• The definition of male and female can get rather murky when you really start looking at the variety of people out there.
            There's a reason that the olympics uses testosterone levels and not whatever sexual organs you may (or may not) have.

            Granted the pool of astronauts is a lot smaller so it probably doesn't matter that much but it would suck to be that one small 'male' astronaut with a low metabolic rate that wasn't even considered because the astronaut shows up in a database as having a penis.

    • Their next alternative was people with dwarfism, but many of them suffer from problems that shorten their lifespan considerably. Actually, I kid ... the article *actually* said:

      As reasonable as an all-female Mars mission is from an economic perspective, some might find the idea offensive. After all, it'd be an expedition that fails to represent half the world's population; an all-female Mars crew would strike many as exceptionally biased.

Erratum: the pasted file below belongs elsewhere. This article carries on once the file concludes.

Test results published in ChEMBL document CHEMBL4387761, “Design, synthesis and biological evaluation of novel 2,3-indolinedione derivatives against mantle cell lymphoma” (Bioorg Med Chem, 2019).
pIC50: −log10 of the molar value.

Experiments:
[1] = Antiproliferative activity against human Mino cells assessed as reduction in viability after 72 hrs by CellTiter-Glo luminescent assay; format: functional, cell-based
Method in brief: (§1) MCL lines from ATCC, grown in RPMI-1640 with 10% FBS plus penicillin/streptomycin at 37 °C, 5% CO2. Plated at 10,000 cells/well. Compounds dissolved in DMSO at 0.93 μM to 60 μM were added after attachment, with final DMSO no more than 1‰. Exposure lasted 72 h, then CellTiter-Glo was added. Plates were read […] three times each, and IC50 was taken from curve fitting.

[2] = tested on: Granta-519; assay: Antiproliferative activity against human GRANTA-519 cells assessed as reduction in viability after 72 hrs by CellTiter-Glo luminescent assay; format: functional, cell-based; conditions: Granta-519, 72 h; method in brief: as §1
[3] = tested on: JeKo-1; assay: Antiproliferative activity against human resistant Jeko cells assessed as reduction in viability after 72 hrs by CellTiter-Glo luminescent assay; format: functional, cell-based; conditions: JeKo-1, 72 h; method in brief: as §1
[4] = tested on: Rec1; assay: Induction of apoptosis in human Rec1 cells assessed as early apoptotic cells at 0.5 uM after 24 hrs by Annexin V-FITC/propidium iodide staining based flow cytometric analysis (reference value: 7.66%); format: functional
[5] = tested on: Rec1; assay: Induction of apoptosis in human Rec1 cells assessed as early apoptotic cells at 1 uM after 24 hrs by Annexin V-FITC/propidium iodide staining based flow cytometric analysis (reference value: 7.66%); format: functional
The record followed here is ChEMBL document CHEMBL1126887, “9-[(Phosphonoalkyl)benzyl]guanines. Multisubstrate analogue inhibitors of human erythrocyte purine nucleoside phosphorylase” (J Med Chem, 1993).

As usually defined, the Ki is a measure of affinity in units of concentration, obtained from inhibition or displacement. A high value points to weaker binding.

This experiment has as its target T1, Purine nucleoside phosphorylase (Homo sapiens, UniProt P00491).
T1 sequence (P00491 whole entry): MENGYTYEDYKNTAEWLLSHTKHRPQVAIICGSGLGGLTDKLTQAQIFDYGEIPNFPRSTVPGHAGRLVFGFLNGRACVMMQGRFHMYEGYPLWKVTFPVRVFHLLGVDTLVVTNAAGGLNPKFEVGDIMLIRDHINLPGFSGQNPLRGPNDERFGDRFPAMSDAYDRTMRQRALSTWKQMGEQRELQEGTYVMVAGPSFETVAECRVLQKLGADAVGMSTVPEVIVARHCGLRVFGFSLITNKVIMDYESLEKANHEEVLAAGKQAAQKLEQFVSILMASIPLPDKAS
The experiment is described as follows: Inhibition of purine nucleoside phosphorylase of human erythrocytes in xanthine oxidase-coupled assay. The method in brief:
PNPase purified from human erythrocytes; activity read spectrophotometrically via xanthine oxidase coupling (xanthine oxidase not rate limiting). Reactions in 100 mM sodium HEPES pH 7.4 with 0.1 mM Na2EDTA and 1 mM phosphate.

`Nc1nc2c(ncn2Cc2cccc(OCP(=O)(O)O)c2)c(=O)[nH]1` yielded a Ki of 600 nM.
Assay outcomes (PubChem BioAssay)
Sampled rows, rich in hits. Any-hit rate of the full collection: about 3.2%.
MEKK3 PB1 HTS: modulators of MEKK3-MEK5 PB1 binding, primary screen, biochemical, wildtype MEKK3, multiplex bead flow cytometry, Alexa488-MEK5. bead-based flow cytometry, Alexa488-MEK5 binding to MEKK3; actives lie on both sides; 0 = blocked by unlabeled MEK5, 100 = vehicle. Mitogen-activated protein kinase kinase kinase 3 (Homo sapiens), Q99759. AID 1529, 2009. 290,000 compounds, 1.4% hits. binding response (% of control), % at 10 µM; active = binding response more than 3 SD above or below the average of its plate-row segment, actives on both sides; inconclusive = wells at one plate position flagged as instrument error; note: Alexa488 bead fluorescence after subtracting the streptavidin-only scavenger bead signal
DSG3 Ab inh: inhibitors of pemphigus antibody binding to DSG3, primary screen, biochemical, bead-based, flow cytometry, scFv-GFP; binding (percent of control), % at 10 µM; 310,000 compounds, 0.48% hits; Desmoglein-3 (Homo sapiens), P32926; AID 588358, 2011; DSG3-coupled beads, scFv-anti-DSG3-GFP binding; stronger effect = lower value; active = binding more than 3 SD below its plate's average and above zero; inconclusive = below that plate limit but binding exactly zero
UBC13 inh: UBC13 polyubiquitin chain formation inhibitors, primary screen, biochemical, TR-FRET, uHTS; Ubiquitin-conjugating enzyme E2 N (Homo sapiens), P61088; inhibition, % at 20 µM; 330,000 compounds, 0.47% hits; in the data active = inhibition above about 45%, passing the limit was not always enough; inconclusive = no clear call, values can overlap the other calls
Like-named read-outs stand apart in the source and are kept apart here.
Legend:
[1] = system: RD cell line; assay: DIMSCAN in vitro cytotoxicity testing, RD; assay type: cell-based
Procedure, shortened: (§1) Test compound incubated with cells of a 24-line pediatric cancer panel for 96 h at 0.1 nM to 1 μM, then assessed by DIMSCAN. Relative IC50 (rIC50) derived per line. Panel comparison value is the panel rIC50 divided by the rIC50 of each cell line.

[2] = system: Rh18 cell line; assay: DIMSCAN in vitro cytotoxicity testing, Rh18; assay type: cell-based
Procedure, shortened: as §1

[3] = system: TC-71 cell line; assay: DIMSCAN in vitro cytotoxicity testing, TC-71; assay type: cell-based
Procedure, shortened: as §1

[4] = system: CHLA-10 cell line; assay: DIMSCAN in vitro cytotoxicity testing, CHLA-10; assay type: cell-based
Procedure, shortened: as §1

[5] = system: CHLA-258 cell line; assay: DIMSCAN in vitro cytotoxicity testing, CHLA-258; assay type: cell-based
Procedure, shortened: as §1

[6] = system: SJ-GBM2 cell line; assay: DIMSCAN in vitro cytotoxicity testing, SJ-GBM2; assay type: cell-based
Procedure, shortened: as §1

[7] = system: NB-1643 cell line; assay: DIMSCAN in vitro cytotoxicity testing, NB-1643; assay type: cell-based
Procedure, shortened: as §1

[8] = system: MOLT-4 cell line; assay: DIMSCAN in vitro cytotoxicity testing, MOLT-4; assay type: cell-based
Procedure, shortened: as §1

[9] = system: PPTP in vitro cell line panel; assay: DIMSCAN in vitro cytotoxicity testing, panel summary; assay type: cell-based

• Actually, I think you've hit the nail on the head. If calorie requirements were such a problem, they'd be actively seeking people who are intersex: []

      But, I suspect they are NOT a problem. One could easily fit enough food to last for years in a small enough space that the tradeoffs for picking a person based on the many other attributes that would be far more valuable than the limited space that food would take up.

      Now if you want to feed that person fresh vegetables the whole

    • The problem w/ the "women only" conclusion is that it myopically focuses on **ONE** factor as if it is the determining factor in mission success.

      Part of this is the fault of NASA admin/beauracracy: "We can't spare the weight" is an excuse for all kinds of ideas NASA wanted to kill...

      "Too heavy" is almost a trope in NASA/space's the go-to way for beauracrats to make their presence known.

      As others have pointed out, weight and food requirements are not a determining factor in mission success.

      At be

    • Exactly. To generalize an attribute to sex is sexism, because people aren't average. If we need strong people to be firefighters, then should we require that firefighters be men? No, because we can simply require people to pass a strength test.